Failed Back Surgery Syndrome

Failed back syndrome (FBS) or post-laminectomy syndrome is a condition characterized by persistent pain following back surgery.

Multiple factors can contribute to the onset or development of FBS. These include (but are not limited to) residual or recurrent disc herniation, persistent post-operative pressure on a spinal nerve, altered joint mobility, joint hypermobility with instability, scar tissue (fibrosis), depression, anxiety, sleeplessness, and spinal muscular deconditioning. A person may be predisposed to the development of FBS due to systemic disorders such as diabetes, autoimmune disease and peripheral blood vessels (vascular) disease. Smoking is a risk for poor recovery.

Common symptoms associated with FBS include diffuse, dull and aching pain involving the back and/or legs. Abnormal sensibility may include sharp, pricking, and stabbing pain in the extremities. The term "post-laminectomy syndrome" is used by some doctors to indicate the same condition as failed back syndrome.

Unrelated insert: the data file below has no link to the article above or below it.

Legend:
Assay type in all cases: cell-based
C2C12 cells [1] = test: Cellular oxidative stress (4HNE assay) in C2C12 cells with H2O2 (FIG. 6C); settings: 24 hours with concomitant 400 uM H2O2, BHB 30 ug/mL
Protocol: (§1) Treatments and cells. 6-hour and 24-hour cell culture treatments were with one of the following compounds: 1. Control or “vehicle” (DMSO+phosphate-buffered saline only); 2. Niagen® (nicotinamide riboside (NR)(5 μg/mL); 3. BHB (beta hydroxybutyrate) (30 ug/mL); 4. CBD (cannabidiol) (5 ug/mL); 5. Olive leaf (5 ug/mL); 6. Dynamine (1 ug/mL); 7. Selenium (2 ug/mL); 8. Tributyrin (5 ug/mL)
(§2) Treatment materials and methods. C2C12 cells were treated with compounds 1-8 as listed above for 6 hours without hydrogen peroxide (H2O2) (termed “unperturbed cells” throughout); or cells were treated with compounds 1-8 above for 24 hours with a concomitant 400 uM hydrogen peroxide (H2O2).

The treatments of post-laminectomy syndrome include physical therapy, minor nerve blocks, transcutaneous electrical nerve stimulation (TENS), behavioral medicine, non-steroidal anti-inflammatory (NSAID) medications, membrane stabilizers, antidepressants, spinal cord stimulation, and intracathecal morphine pump. Use of epidural steroid injections may be minimally helpful in some cases. The targeted anatomic use of a potent anti-inflammatory anti-TNF therapeutics is being investigated.

The amount of spinal surgery varies around the world. The most is performed in the United States and Holland; the least in the United Kingdom and Sweden. Recently, there have been calls for more aggressive surgical treatment in Europe. Success rates of spinal surgery vary, for many reasons.

Treatment - It depends on the cause. If there is nerve root compression, then we can treat it directly. If there is just scarring, then it is treatable with pain management

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